How To Communicate with S Individuals:

  • Be personal and amiable. Smile!

  • Open with sincere pleasantries. Be polite.

  • Express your interest in them. Ask about them, their day, etc.

  • Express your gratitude for any kindness they’ve done you.

  • Be clear in what you expect from them. Ask what their needs are.

  • Avoid being confrontational, aggressive, or rude.

  • Don’t take advantage of their desire to help with everything, but also don’t make them feel superfluous.

C Style = Conscientiousness

The core belief of the C style person is that I’m valuable if I’m competent. Because of this, C styles are task-oriented, and they highly value accuracy and correctness. They usually want to control their environment or the situation to make sure things are done right. They can also dismiss the importance of human emotion (because it’s messy and unpredictable).

They are careful, systematic, observant, and tactful. They like to learn and apply their knowledge. Doing high quality work is very important to them. They prefer stability and predictability, but they also want to be the best so they strive for personal growth.

They prefer stability and predictability, but they also want to be the best so they strive for personal growth.

The weaknesses of the C style are they might procrastinate making a decision because they feel like they don’t have enough information or they are worried about making the “best” decision. They fear being wrong and being criticized, which leads to perfectionism. They can be overly critical of others (or themselves). They struggle to delegate and relinquish control to others. They can struggle to be sociable and to acknowledge their emotions. When under stress, the C style person can be avoidant, disagreeable, and stubborn.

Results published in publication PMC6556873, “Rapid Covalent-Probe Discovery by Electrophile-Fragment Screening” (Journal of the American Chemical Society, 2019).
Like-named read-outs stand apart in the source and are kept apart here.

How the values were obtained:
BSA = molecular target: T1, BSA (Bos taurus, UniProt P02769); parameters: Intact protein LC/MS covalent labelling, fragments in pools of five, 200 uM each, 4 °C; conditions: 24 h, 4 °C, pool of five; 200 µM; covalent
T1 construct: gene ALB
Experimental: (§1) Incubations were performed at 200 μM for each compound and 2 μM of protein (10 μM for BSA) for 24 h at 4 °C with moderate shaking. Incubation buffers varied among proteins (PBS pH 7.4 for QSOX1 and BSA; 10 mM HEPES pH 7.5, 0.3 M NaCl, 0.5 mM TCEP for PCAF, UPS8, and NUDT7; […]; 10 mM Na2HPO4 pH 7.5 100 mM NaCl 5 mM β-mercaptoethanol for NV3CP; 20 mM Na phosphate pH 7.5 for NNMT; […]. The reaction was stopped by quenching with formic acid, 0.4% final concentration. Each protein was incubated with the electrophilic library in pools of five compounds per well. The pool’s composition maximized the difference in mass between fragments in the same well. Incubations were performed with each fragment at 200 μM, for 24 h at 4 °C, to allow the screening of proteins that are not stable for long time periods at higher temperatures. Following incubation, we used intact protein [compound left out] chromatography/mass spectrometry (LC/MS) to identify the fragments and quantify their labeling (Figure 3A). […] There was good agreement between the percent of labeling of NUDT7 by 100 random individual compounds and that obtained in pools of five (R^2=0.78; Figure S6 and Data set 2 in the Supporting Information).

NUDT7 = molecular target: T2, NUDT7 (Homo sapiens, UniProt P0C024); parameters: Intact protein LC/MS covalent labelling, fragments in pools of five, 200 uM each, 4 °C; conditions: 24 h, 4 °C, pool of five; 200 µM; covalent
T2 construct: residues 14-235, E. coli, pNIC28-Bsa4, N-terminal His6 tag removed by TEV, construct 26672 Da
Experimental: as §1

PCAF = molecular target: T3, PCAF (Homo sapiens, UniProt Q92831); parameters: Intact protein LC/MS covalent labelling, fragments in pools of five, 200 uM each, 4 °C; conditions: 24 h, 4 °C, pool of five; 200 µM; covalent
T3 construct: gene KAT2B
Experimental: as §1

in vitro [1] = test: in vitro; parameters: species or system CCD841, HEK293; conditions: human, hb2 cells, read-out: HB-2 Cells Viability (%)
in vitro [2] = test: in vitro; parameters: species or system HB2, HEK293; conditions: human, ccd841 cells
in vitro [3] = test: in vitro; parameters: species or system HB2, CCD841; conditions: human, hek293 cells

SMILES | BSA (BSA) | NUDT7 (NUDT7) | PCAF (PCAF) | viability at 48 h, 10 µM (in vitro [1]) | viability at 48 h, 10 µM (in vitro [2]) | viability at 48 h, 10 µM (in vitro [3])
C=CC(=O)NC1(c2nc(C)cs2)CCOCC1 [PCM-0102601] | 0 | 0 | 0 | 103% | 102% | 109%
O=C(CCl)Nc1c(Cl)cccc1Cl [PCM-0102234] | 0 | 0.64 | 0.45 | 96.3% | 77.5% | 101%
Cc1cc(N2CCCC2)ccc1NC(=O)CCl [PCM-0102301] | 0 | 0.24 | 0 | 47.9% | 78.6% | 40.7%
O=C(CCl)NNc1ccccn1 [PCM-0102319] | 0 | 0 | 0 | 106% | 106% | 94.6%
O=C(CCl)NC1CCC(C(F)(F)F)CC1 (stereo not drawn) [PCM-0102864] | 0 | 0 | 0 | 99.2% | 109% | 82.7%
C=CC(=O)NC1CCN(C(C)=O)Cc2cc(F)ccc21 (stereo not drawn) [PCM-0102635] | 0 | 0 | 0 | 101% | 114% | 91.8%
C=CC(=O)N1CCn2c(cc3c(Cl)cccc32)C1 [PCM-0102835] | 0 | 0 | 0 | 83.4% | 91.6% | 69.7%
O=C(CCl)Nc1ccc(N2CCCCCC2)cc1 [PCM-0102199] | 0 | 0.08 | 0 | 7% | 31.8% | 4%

(Extreme) C Style Character - Sheldon Cooper from The Big Bang Theory

How To Recognize a C in the First Conversation

They may self-edit as they speak, or even correct you or challenge the accuracy of your comment. They ask for clarification or for more information. They are rule followers and creatures of habit. They order the same things off the menu every time. Or if they do try something new, they will read reviews before picking the restaurant or they will consult with the bartender before ordering a new drink.

How To Communicate with C Individuals:

  • Focus on facts and details, avoid generalizations.

  • Give correct information. Give enough information.

  • Don’t correct them if you can avoid it - it will hurt their feelings.

  • Don’t get offended if they correct you! They don’t see it as rude but as adhering to the truth.

  • Minimize pep talk and “emotional language.”

  • Be patient, persistent, and diplomatic.

  • Don’t push them to step outside their comfort zone.

A Few More Notes

After reading the above descriptions, you might think this is an oversimplification. And, in a way, it is. Most people express a combination of communication styles, but one is usually dominant. When people are stressed, tired, or upset, they will express their dominant style.

Because these are behaviors (meaning, actions we choose to do), we can change them.

Also, because these are behaviors (meaning, actions we choose to do), we can change them. It’s possible for a D style to learn the communicating behaviors of an I style and assume them habitually. You can become adept at giving sincere compliments and starting conversations with strangers, but this is a learned behavior and it will take practice and extra energy.

If you’re still not sure what your dominant communication style is, you can take a free DiSC quiz.

Closing Thoughts

These 4 profiles are great tools for navigating different communication styles. The next conversation you have with a coworker or a new acquaintance, test out this model of communication. You might be surprised at how well it goes!